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Confederate day essay gettysburg leadership three union

Additional Information In lieu of an abstract, here is a brief excerpt of the content: Stewart Papers," "and it consists of four brief documents, two of which are so fragmentary as to be practically useless " xii.

Elliott devotes but one chapter sixteen pages to Stewart's family, education, and antebellum career, and but two plus a short conclusion total: More than four-fifths of the text deals with Stewart's years in Rebel military service. Even here, however, scarcity of source material compels Elliott to fill most of his pages with general descriptions of campaigns and battles.

  1. The fate of the Union Army, at that moment, rested on the shoulders of 1,350 men of the 83rd Pennsylvania, 44th New York, 16th Michigan and 20th Maine regiments.
  2. If you would like to authenticate using a different subscribed institution that supports Shibboleth authentication or have your own login and password to Project MUSE, click 'Authenticate'. Three Days at Gettysburg consists of thirteen essays, written by some of the conflict's finest historians, on the performances on the ranking officers in both armies during the July 1863 battle.
  3. Union regiments pulled from one area of Cemetery Hill to plug a gap created by the retreat created their own gap, and Confederate infantry poured through.

We learn almost nothing about Stewart's participation in these engagements. Steward often all but disappears for pages. He did not direct any independent operations and played no significant role in the formulation of strategy.

He even managed to avoid becoming seriously entangled in the sordid internal politics of the Army of Tennessee. These problems raise serious questions about the raison d'etre for this book. While Elliott's accounts ofthe battles are competently done, they, in fact, tell us nothing that is not readily available in studies of the individual engagements. We are better off for having had Elliott make the effort to ferret out information on Stewart, but I wonder if a long article in the Tennessee Historical Quarterly might have served as well as this book does, so far as an account of Stewart's role in the Confederacy is concerned.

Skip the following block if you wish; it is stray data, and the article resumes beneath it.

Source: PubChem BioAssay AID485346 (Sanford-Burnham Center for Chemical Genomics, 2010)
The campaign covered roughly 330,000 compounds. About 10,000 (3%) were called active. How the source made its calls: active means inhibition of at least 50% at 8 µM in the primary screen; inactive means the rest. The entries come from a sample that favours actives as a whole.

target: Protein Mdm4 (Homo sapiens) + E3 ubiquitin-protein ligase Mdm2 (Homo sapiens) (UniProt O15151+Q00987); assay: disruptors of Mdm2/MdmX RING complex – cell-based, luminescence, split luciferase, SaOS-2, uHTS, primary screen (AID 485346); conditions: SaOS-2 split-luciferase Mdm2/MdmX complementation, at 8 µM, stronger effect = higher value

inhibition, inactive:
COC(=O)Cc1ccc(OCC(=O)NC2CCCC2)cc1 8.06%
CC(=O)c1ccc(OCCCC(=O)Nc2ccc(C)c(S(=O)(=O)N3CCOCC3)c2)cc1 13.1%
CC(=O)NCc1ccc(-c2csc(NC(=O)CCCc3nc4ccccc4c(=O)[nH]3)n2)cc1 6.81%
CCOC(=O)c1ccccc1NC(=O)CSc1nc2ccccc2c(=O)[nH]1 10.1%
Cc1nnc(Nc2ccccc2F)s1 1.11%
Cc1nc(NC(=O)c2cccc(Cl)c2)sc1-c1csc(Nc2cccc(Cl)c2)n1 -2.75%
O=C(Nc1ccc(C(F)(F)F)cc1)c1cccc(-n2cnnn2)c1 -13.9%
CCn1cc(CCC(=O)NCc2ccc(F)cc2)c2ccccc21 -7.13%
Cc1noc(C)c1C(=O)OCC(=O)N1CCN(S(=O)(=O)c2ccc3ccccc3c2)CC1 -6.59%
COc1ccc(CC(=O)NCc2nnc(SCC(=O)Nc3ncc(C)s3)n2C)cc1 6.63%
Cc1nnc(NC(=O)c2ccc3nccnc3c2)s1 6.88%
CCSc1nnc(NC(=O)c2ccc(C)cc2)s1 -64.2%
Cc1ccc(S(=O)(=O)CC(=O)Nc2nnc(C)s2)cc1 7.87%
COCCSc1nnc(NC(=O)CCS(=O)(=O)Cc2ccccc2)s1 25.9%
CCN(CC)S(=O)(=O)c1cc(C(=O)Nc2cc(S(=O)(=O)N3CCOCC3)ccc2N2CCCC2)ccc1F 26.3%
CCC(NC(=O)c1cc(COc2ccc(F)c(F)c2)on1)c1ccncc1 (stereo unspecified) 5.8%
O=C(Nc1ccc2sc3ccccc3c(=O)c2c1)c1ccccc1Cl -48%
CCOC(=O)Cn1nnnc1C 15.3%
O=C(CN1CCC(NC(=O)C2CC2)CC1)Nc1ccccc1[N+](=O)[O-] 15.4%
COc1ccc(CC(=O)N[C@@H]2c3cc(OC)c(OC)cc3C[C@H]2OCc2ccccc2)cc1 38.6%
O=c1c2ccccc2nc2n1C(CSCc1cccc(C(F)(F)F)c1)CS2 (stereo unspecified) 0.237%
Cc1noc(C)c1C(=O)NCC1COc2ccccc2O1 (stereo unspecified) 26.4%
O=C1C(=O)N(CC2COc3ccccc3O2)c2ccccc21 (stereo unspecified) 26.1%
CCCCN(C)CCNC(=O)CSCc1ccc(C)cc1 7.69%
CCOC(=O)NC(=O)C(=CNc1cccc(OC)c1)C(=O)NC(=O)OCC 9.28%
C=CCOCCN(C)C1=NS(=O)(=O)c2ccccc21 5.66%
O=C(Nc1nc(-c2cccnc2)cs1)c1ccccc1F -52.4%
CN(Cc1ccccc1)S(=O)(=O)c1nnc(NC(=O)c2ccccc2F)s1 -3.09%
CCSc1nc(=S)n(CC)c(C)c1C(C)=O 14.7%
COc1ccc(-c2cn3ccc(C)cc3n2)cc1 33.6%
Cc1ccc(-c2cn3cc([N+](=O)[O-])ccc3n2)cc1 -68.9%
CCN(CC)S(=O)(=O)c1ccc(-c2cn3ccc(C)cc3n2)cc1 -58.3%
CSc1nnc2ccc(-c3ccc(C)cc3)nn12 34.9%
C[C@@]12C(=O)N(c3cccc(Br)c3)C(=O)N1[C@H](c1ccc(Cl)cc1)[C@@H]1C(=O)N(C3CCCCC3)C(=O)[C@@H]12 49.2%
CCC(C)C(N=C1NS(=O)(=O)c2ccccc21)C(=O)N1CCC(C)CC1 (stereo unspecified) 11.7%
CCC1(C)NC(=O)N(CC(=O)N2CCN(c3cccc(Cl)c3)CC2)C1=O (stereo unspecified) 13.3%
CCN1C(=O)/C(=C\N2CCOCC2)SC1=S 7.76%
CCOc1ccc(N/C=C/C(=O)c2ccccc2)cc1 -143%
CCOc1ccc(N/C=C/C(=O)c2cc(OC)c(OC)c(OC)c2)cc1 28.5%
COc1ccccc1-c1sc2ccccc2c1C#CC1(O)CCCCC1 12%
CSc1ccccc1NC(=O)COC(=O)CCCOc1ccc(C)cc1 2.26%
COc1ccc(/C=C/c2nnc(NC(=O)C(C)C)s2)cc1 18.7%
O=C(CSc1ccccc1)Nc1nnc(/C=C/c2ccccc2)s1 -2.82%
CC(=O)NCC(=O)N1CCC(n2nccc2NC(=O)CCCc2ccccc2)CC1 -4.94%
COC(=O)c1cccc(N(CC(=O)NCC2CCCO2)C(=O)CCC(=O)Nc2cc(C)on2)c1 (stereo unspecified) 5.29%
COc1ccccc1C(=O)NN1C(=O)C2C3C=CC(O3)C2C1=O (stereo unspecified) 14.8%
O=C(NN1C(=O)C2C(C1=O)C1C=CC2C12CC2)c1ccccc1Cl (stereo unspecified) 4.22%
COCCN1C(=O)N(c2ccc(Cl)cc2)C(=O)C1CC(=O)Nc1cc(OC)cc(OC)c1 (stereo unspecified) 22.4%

Essays on Confederate and Union Leadership. Edited by Gary W.

  • His men fought tenaciously, and Reynolds was shot dead during the fighting;
  • Casualties at Gettysburg totaled 23,049 for the Union 3,155 dead, 14,529 wounded, 5,365 missing;
  • I'm certainly not in agreement with all arguments raised, but I did start thinking about some of the received wisdom about the battle.

Kent State University Press, 1999. Three Days at Gettysburg consists of thirteen essays, written by some of the conflict's finest historians, on the performances on the ranking officers in both armies during the July 1863 battle.

The editor and publisher have combined nine previously published essays on the first two days' battle with four new essays on the climatic July 3 actions.

Battle Of Gettysburg

Undoubtedly, many readers have copies of the two earlier works, but incorporating all these essays under one cover is a good idea. The topics range from two essays on Robert E.

Lee and one on George G. Caldwell's Union division in the Wheatfield on July 2. Additional essays examine the conduct of James Longstreet, Oliver O. Howard, Henry Slocum, and Henry Hunt. All ofthe essays are marked by recent scholarship and good writing. Some of the historians' conclusions are as controversial as the battle itself.

As a whole, however, the essays offer interpretations that are balanced, if not incisive. Krick's extremely harsh analysis of the First Corps commander's performance on July 2. The four new essays are welcome additions to the previous studies.

Sauers renders a fair and overdue assessment of George Meade's generalship on the final day. In contrast to Krick's essay on "Old Pete," Carol Reardon examines how soldiers in the First Corps, notably Pickett's Virginians, defended their commander's performance during the postwar years. Carmichael, biographer ofWilliam Pegram, writes an excellent essay on why the Confederate artillery cannonade failed on July 3, and who was to blame.

Kross, a licensed battlefield guide at Gettysburg, counterbalances Carmichaers study with a portrait of Union artillery commander Henry J. Hunt and his conduct of the Federal batteries on the third day.

  • My favorites were probably the ones that go most counter to common thought on the battle;
  • For an hour they struggled across rough ground while Union batteries threw shot and shell among them, but when they got far enough up the slopes, the Federals could not depress their barrels enough to fire into them, and the Rebels routed infantry of the XI Corps;
  • Still, even though I am not convinced, the essay did cause me to rethink some of my own view;
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  • More than four-fifths of the text deals with Stewart's years in Rebel military service;
  • The Army of the Potomac did not pursue, for which Meade would be soundly criticized.

Gallagher provides a fine introduction to the volume and a perceptive essay on Lee's decision to renew the offensive on July 2. Other contributors include A.

  • No explanation for this is given in either book, although the latter book is not solely about leadership issues;
  • Army were usually lower.

Scott Hartwig on Caldwel's Second Corps division. Seven essays cover Confederate subjects, and six examine Union subjects. If you would like to authenticate using a different subscribed institution that supports Shibboleth authentication or have your own login and password to Project MUSE, click 'Authenticate'.

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